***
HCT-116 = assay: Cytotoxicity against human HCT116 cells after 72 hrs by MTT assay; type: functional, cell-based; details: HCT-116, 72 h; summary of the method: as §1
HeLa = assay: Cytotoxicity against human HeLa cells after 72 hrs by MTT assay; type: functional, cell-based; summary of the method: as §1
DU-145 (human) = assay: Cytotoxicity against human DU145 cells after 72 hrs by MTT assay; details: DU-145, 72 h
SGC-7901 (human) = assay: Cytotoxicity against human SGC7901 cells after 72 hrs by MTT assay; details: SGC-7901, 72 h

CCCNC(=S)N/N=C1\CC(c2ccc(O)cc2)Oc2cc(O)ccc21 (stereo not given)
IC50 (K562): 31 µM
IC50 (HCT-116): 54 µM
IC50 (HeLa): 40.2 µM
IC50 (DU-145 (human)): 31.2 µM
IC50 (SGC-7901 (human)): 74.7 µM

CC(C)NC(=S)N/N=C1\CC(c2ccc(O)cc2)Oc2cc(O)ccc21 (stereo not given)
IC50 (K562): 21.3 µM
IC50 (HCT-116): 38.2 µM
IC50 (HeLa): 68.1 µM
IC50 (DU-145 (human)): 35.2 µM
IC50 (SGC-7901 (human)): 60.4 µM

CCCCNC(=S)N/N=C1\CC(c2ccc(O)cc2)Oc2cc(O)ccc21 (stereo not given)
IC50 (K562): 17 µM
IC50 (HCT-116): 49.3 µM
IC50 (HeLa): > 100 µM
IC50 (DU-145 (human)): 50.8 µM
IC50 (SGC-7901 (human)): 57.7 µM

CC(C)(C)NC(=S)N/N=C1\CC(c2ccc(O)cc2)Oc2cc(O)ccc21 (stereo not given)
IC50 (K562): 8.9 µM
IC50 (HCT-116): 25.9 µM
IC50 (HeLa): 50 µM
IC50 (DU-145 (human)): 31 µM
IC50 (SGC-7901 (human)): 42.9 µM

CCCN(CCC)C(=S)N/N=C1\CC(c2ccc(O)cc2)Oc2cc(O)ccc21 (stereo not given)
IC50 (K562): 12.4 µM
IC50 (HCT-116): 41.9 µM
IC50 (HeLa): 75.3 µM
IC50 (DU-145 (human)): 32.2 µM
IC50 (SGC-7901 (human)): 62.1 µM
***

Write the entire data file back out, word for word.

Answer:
HCT-116 = assay: Cytotoxicity against human HCT116 cells after 72 hrs by MTT assay; type: functional, cell-based; details: HCT-116, 72 h; summary of the method: as §1
HeLa = assay: Cytotoxicity against human HeLa cells after 72 hrs by MTT assay; type: functional, cell-based; summary of the method: as §1
DU-145 (human) = assay: Cytotoxicity against human DU145 cells after 72 hrs by MTT assay; details: DU-145, 72 h
SGC-7901 (human) = assay: Cytotoxicity against human SGC7901 cells after 72 hrs by MTT assay; details: SGC-7901, 72 h

CCCNC(=S)N/N=C1\CC(c2ccc(O)cc2)Oc2cc(O)ccc21 (stereo not given)
IC50 (K562): 31 µM
IC50 (HCT-116): 54 µM
IC50 (HeLa): 40.2 µM
IC50 (DU-145 (human)): 31.2 µM
IC50 (SGC-7901 (human)): 74.7 µM

CC(C)NC(=S)N/N=C1\CC(c2ccc(O)cc2)Oc2cc(O)ccc21 (stereo not given)
IC50 (K562): 21.3 µM
IC50 (HCT-116): 38.2 µM
IC50 (HeLa): 68.1 µM
IC50 (DU-145 (human)): 35.2 µM
IC50 (SGC-7901 (human)): 60.4 µM

CCCCNC(=S)N/N=C1\CC(c2ccc(O)cc2)Oc2cc(O)ccc21 (stereo not given)
IC50 (K562): 17 µM
IC50 (HCT-116): 49.3 µM
IC50 (HeLa): > 100 µM
IC50 (DU-145 (human)): 50.8 µM
IC50 (SGC-7901 (human)): 57.7 µM

CC(C)(C)NC(=S)N/N=C1\CC(c2ccc(O)cc2)Oc2cc(O)ccc21 (stereo not given)
IC50 (K562): 8.9 µM
IC50 (HCT-116): 25.9 µM
IC50 (HeLa): 50 µM
IC50 (DU-145 (human)): 31 µM
IC50 (SGC-7901 (human)): 42.9 µM

CCCN(CCC)C(=S)N/N=C1\CC(c2ccc(O)cc2)Oc2cc(O)ccc21 (stereo not given)
IC50 (K562): 12.4 µM
IC50 (HCT-116): 41.9 µM
IC50 (HeLa): 75.3 µM
IC50 (DU-145 (human)): 32.2 µM
IC50 (SGC-7901 (human)): 62.1 µM